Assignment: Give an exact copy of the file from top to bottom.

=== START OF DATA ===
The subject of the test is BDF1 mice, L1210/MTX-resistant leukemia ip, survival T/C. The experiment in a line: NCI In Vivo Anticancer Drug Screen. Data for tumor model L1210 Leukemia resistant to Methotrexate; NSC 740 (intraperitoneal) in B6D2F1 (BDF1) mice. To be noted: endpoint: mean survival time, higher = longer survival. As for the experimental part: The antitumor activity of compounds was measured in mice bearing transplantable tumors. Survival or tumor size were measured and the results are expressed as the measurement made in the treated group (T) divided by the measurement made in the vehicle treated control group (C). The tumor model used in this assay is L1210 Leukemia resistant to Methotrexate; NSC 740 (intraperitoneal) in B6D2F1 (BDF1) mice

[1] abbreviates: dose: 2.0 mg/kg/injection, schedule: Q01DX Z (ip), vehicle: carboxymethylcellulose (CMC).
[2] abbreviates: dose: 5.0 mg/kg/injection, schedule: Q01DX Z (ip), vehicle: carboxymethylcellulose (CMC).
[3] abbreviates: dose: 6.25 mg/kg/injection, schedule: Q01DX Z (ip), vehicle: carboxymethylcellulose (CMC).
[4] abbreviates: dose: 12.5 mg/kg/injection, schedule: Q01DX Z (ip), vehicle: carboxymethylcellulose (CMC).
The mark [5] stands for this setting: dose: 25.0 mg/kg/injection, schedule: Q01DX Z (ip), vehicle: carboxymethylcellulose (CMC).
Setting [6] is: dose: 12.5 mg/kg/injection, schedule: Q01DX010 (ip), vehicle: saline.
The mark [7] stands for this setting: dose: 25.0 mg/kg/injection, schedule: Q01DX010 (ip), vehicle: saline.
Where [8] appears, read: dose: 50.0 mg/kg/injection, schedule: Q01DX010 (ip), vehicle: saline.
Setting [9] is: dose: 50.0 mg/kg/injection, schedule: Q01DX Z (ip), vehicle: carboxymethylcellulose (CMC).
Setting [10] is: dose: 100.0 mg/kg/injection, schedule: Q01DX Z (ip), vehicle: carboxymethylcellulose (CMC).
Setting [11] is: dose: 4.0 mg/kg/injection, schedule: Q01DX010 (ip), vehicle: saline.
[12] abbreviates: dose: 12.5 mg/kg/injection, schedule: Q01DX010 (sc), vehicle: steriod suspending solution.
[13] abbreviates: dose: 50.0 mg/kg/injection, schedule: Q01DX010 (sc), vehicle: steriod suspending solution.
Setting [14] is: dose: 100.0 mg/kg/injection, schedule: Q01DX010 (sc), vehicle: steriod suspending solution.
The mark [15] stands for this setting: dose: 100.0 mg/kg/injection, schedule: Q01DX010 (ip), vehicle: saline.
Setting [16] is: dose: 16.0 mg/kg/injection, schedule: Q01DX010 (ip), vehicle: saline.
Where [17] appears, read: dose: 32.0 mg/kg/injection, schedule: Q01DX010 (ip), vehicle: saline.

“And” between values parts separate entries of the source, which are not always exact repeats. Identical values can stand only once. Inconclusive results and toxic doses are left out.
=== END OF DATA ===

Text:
The subject of the test is BDF1 mice, L1210/MTX-resistant leukemia ip, survival T/C. The experiment in a line: NCI In Vivo Anticancer Drug Screen. Data for tumor model L1210 Leukemia resistant to Methotrexate; NSC 740 (intraperitoneal) in B6D2F1 (BDF1) mice. To be noted: endpoint: mean survival time, higher = longer survival. As for the experimental part: The antitumor activity of compounds was measured in mice bearing transplantable tumors. Survival or tumor size were measured and the results are expressed as the measurement made in the treated group (T) divided by the measurement made in the vehicle treated control group (C). The tumor model used in this assay is L1210 Leukemia resistant to Methotrexate; NSC 740 (intraperitoneal) in B6D2F1 (BDF1) mice

[1] abbreviates: dose: 2.0 mg/kg/injection, schedule: Q01DX Z (ip), vehicle: carboxymethylcellulose (CMC).
[2] abbreviates: dose: 5.0 mg/kg/injection, schedule: Q01DX Z (ip), vehicle: carboxymethylcellulose (CMC).
[3] abbreviates: dose: 6.25 mg/kg/injection, schedule: Q01DX Z (ip), vehicle: carboxymethylcellulose (CMC).
[4] abbreviates: dose: 12.5 mg/kg/injection, schedule: Q01DX Z (ip), vehicle: carboxymethylcellulose (CMC).
The mark [5] stands for this setting: dose: 25.0 mg/kg/injection, schedule: Q01DX Z (ip), vehicle: carboxymethylcellulose (CMC).
Setting [6] is: dose: 12.5 mg/kg/injection, schedule: Q01DX010 (ip), vehicle: saline.
The mark [7] stands for this setting: dose: 25.0 mg/kg/injection, schedule: Q01DX010 (ip), vehicle: saline.
Where [8] appears, read: dose: 50.0 mg/kg/injection, schedule: Q01DX010 (ip), vehicle: saline.
Setting [9] is: dose: 50.0 mg/kg/injection, schedule: Q01DX Z (ip), vehicle: carboxymethylcellulose (CMC).
Setting [10] is: dose: 100.0 mg/kg/injection, schedule: Q01DX Z (ip), vehicle: carboxymethylcellulose (CMC).
Setting [11] is: dose: 4.0 mg/kg/injection, schedule: Q01DX010 (ip), vehicle: saline.
[12] abbreviates: dose: 12.5 mg/kg/injection, schedule: Q01DX010 (sc), vehicle: steriod suspending solution.
[13] abbreviates: dose: 50.0 mg/kg/injection, schedule: Q01DX010 (sc), vehicle: steriod suspending solution.
Setting [14] is: dose: 100.0 mg/kg/injection, schedule: Q01DX010 (sc), vehicle: steriod suspending solution.
The mark [15] stands for this setting: dose: 100.0 mg/kg/injection, schedule: Q01DX010 (ip), vehicle: saline.
Setting [16] is: dose: 16.0 mg/kg/injection, schedule: Q01DX010 (ip), vehicle: saline.
Where [17] appears, read: dose: 32.0 mg/kg/injection, schedule: Q01DX010 (ip), vehicle: saline.

“And” between values parts separate entries of the source, which are not always exact repeats. Identical values can stand only once. Inconclusive results and toxic doses are left out.